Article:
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Periodontal Disease, Heart Disease and Stroke

Periodontal disease, heart disease and stroke may seem to be unlikely bedfellows, but researchers have found that gum disease sufferers are nearly twice as likely to also suffer from coronary heart disease.  In addition, research studies have discovered that oral infection is indeed a risk factor for stroke.  People diagnosed with acute cerebrovascular ischemia were more likely to also be experiencing some degree of periodontal disease.

Periodontal disease is a progressive condition in which the gingival tissue surrounding the teeth is infected by the colonization of bacteria.  Bacteria found in plaque colonize first above, then below the g gumline causing the tissue to pull away from the teeth.  If periodontal disease is left untreated, deep pockets form between the gums and the teeth and the tissue of the underlying jawbone is also destroyed.  The destruction of bone tissue causes the teeth to shift, wobble or completely detach from the bone.

Coronary heart disease occurs when the walls of the coronary arteries become progressively thicker due to the buildup of fatty proteins.  The heart then suffers from a lack of oxygen and must labor significantly harder to pump blood to the rest of the body.  Coronary heart disease sufferers sometimes experience blood clots which obstruct normal blood flow and reduce the amount of vital nutrients and oxygen the heart needs to function properly.  This phenomenon often leads to heart attacks.

Reasons for the Connection

There is little doubt that the presence of periodontal disease can exacerbate existing heart conditions.  The periodontist and cardiologist generally work as a team in order to treat individuals experiencing both conditions.

There are several theories which may explain the link between heart disease, stroke and periodontal disease, which include the following:

  • Oral bacteria affect the heart – There are many different strains of periodontal bacteria.  Researchers assert that some of these strains of bacteria enter the bloodstream and attach to the fatty plaques in the heart blood vessels (coronary arteries).  This attachment then contributes to clot formation causing grave danger to the individual.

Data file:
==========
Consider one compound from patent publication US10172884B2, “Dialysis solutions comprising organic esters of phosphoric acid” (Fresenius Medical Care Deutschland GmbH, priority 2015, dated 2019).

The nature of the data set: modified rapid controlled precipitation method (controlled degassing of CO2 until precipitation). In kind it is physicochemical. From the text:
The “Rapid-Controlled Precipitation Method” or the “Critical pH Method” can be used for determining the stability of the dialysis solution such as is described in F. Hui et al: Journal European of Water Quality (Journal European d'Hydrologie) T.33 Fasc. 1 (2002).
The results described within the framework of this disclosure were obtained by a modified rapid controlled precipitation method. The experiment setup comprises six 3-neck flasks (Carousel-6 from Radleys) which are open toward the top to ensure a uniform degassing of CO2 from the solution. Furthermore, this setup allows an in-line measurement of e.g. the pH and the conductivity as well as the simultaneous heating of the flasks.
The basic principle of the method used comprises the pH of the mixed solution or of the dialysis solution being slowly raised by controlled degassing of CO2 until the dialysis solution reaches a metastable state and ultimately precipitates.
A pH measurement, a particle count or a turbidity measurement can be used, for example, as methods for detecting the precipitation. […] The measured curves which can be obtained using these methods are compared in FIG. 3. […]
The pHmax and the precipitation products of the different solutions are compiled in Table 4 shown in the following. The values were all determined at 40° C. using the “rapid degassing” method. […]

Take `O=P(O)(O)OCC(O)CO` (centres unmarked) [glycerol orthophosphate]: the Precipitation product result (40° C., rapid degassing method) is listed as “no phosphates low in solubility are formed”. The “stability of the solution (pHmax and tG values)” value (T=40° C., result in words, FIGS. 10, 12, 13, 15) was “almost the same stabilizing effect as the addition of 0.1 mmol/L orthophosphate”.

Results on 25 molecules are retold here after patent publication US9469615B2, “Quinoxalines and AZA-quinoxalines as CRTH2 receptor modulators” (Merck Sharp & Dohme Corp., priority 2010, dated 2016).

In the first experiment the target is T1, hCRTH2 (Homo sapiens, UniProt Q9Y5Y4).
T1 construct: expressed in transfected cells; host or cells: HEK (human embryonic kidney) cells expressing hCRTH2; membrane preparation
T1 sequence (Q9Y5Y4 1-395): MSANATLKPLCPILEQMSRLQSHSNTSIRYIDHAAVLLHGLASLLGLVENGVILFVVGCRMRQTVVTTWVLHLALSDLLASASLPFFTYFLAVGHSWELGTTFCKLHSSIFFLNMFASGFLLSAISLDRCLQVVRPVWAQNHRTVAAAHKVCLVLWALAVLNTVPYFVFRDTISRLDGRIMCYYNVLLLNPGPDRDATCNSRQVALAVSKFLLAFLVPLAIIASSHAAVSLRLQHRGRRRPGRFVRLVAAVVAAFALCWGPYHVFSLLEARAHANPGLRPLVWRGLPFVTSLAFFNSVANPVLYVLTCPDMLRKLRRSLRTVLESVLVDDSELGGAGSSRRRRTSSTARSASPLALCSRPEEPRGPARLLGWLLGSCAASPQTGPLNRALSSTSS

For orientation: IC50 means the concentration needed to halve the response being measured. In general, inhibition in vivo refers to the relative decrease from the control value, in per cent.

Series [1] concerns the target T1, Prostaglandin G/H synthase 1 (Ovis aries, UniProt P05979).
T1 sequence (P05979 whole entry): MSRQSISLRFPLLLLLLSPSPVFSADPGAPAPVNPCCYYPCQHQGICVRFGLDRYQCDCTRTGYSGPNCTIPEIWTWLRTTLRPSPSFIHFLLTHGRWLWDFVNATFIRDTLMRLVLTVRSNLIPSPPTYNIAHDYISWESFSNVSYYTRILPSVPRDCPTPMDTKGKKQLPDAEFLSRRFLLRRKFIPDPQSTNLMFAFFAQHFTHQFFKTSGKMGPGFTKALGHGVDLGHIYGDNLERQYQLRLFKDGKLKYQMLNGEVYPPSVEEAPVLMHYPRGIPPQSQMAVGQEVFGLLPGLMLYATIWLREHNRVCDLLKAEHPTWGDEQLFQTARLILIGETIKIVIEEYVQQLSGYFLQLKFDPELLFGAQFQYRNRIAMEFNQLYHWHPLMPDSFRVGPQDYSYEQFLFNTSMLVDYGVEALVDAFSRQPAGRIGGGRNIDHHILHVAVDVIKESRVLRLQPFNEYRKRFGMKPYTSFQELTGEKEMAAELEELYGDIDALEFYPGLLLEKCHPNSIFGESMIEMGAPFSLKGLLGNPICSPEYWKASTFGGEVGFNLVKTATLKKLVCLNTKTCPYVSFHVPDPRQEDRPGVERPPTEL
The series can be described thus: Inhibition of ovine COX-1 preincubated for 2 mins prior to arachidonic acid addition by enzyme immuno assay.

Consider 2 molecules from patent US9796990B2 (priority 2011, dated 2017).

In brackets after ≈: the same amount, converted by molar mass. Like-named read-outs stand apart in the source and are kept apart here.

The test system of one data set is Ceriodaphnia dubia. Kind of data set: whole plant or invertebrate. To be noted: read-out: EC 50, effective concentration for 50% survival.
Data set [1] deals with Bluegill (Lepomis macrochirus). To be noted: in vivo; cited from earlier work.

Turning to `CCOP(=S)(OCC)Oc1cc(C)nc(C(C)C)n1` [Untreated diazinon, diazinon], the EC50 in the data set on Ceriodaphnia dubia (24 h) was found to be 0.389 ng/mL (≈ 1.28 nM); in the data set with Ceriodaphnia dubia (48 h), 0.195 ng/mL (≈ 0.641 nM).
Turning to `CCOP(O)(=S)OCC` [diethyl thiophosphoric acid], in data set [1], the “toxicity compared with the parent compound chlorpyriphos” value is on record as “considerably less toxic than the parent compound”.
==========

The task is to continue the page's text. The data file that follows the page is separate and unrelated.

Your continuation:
• Inflammation – Periodontal disease causes severe inflammation in the gum tissue which elevates the white blood cell count and also the high sensitivity C-reactive protein levels.  Research studies have shown that elevated levels of C-reactive proteins have been linked to heart disease.

  • Infectious susceptibility – Individuals who experience particularly high levels of oral bacteria may have weaker immune systems and an inadequate host inflammatory response.  These factors may induce specific vascular effects which have previously been shown to contribute in the onset of certain forms of heart disease.

Diagnosis and Treatment

Since periodontal disease appears to be a risk factor for both heart attack and stroke, it is extremely important to seek immediate treatment.  Initially, the periodontist will conduct thorough examinations to assess the exact condition of the teeth, gums and jawbone.  X-rays can be helpful in determining whether bone loss is prevalent in the upper and lower jaw.

The dentist is able to conduct deep cleaning treatments such as scaling and root planing to remove hardened calculus (tartar) deposits from the gum pockets.  An antibiotic may be prescribed to ensure that the bacterium is completely destroyed and the periodontal infection does not spread.  In most cases, periodontal disease can be prevented with regular cleanings and proper home care.

If you have questions or concerns about periodontal disease and its relation to heart disease and stroke, please ask your dentist.

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Testimonials

Thank you for giving me the best dental visit experience I have ever had in my entire life!

From the time I walked in to the office and the time I walked out, it was first class! Actually, that is an understatement.

This was my first appointment and I had my teeth cleaned, fluoride application, x-rays, and a test for oral cancer as I did smoke in the past. It was with great relief that not only did I pass the oral cancer test, but my teeth and gums received an A+ from Jennifer, the girl who cleaned my teeth.
The x-rays were very comfortable in my mouth. Lightweight and with digital imagery.

The office even has a flat tv screen by my chair with remote in case I wanted to watch tv while getting my teeth cleaned.

I could go on and on, but the bottom line is instead of dreading my next dental visit, I am actually looking forward to it!

Tricia Kelly

I wanted to take a moment and share the treatment that my FAMILY has received from Emerald Coast Dentistry. We have been treated with exceptional professionalism, kindness and competency for every dental need we have required. From a son who started his dental requirements at 5 years old; filled with fear, to a father and mother with challenging schedules. Emerald Coast Dentistry has taken the time to truely get to know the invidual needs of our family and actually exceeds expectations for every visit. How often do you hear those words from a long term customer. Imagine, exceeding expectations for over 5 years under challenging circumstances. As a family, we feel very fortunate to be patients of Dr. Erin Sutton and her exceptional staff!

Sincerely, Scott, Beth, and Eric Brubaker

This was my first visit to Emerald Coast Dentistry and I was treated like one of the family. Doctors Sutton and Hills were extremely nice and patient with me and seemed concerned about my past dental problems. They never seemed to be in a hurry and I felt very confident in their treatment and proposed dental plan. I am very thankful I found them.

Margie Hughes

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